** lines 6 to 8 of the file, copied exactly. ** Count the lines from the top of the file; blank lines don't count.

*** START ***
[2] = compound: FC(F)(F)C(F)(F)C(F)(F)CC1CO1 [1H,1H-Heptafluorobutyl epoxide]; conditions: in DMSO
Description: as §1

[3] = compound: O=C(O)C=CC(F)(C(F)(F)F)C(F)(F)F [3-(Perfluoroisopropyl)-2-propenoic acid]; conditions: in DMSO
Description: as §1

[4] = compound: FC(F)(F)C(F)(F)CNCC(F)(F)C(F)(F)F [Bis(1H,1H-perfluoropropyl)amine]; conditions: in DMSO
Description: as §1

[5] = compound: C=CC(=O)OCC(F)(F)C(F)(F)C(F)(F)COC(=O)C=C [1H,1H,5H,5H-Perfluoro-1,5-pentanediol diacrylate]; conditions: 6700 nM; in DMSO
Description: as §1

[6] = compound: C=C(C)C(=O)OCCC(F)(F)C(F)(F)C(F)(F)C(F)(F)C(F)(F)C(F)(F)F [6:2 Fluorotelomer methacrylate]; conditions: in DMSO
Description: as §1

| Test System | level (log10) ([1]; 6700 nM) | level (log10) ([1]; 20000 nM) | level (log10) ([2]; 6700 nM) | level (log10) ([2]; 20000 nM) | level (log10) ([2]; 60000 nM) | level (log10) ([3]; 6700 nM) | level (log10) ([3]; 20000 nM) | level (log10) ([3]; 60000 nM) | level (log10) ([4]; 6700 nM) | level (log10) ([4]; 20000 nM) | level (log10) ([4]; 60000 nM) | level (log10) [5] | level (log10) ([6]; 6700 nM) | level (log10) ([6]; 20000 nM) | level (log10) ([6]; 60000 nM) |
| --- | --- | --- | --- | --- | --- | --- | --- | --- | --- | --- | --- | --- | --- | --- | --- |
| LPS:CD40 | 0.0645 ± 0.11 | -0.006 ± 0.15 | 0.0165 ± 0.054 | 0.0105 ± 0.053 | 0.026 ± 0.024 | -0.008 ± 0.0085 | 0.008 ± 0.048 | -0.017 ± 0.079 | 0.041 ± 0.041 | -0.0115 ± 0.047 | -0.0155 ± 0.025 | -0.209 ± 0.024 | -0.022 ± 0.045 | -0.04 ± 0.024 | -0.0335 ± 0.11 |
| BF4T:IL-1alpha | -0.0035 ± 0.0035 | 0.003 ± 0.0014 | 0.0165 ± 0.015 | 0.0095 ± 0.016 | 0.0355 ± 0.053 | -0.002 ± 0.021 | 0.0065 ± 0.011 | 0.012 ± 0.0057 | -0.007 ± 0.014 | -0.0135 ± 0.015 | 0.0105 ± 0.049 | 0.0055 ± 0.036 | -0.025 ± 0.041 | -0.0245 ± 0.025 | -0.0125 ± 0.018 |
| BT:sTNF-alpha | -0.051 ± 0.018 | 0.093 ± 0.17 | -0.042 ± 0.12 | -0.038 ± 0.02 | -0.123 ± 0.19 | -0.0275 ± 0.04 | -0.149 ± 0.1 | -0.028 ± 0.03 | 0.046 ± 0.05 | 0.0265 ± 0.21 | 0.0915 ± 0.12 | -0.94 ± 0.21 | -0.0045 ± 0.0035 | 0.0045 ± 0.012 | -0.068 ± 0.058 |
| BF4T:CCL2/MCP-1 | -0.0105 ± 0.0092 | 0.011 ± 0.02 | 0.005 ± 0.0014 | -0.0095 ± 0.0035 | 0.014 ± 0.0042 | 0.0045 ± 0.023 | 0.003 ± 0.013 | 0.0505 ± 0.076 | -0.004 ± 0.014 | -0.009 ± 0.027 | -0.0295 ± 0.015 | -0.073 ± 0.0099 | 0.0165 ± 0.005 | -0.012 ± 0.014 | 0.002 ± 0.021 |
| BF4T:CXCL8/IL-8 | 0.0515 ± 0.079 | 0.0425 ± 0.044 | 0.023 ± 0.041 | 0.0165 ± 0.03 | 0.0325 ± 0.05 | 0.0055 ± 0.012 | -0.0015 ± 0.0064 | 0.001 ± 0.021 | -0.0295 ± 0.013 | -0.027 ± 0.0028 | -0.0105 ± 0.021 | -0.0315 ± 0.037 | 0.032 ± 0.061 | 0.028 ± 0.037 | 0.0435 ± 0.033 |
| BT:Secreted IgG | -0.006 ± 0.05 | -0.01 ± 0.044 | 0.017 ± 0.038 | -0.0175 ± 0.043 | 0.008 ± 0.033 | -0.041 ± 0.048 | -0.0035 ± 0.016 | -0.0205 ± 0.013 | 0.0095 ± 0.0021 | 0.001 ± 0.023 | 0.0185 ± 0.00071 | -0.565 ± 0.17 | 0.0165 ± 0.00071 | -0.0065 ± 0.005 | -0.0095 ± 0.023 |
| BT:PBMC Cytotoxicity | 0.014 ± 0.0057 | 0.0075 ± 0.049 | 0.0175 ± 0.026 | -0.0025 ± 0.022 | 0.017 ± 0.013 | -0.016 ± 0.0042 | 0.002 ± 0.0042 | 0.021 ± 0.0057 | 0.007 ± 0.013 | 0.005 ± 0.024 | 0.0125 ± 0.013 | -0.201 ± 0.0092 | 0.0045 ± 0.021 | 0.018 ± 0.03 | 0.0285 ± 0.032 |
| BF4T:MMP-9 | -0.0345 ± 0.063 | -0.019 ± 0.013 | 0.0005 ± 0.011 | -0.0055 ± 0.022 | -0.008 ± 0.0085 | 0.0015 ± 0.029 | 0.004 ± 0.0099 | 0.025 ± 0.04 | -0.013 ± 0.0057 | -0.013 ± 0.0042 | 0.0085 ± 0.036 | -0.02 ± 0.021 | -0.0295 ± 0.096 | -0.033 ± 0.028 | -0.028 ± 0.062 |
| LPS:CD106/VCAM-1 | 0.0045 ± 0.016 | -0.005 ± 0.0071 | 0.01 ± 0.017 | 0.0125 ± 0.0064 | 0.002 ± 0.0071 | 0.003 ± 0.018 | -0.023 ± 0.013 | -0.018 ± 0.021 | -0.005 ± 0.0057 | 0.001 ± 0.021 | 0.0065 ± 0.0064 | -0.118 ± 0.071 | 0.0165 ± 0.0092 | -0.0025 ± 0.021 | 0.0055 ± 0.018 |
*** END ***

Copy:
Description: as §1

[5] = compound: C=CC(=O)OCC(F)(F)C(F)(F)C(F)(F)COC(=O)C=C [1H,1H,5H,5H-Perfluoro-1,5-pentanediol diacrylate]; conditions: 6700 nM; in DMSO
Description: as §1